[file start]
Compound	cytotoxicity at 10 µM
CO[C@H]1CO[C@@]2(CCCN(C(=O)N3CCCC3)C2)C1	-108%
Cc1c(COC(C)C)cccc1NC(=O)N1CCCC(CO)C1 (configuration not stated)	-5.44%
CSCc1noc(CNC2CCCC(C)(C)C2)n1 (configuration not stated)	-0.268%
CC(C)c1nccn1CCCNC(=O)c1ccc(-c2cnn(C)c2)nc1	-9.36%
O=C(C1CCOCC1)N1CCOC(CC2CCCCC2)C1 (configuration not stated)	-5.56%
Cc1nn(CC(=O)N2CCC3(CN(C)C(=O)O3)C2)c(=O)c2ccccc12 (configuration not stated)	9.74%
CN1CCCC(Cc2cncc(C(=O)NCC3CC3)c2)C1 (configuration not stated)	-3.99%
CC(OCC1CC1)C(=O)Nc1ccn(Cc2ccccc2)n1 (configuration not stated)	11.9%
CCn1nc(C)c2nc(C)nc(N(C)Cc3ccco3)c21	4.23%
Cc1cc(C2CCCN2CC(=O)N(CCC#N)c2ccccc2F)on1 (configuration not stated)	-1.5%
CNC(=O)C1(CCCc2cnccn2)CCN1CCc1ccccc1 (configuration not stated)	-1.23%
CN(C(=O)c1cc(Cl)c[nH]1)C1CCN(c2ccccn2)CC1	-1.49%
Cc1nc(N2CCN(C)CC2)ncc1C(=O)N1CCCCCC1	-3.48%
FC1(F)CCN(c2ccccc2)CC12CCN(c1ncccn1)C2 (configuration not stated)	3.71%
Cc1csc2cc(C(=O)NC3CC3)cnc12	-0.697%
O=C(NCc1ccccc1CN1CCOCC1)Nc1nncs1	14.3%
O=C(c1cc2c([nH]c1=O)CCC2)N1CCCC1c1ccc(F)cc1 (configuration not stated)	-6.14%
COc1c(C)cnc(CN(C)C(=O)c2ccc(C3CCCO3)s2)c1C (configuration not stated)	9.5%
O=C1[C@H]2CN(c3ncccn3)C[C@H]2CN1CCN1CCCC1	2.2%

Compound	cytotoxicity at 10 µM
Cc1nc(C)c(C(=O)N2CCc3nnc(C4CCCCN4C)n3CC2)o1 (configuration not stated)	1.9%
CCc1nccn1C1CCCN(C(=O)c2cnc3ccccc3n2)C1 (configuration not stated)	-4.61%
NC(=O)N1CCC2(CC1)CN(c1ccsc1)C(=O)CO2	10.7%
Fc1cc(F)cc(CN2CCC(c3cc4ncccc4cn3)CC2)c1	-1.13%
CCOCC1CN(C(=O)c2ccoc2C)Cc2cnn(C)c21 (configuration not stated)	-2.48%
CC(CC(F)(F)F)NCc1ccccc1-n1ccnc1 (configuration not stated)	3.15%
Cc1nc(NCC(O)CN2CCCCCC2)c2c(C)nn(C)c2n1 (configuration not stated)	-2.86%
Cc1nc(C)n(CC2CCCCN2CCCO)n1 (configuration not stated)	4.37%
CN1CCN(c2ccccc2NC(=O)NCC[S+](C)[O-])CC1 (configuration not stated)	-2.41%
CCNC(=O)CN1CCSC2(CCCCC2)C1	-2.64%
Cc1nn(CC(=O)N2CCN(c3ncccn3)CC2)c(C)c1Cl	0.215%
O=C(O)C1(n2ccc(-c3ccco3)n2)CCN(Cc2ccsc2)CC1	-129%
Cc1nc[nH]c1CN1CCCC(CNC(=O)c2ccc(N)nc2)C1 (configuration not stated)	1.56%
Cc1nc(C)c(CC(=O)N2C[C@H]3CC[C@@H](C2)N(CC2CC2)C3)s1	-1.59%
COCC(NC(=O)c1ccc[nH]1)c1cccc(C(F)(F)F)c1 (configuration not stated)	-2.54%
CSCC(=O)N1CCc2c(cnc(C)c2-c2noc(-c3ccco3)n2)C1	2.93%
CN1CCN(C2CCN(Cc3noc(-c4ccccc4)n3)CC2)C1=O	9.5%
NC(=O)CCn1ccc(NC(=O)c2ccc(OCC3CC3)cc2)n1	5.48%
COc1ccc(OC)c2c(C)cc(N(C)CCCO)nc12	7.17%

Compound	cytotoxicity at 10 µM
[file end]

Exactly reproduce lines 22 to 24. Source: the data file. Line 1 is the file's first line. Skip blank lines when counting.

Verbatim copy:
Cc1nc(C)c(C(=O)N2CCc3nnc(C4CCCCN4C)n3CC2)o1 (configuration not stated)	1.9%
CCc1nccn1C1CCCN(C(=O)c2cnc3ccccc3n2)C1 (configuration not stated)	-4.61%
NC(=O)N1CCC2(CC1)CN(c1ccsc1)C(=O)CO2	10.7%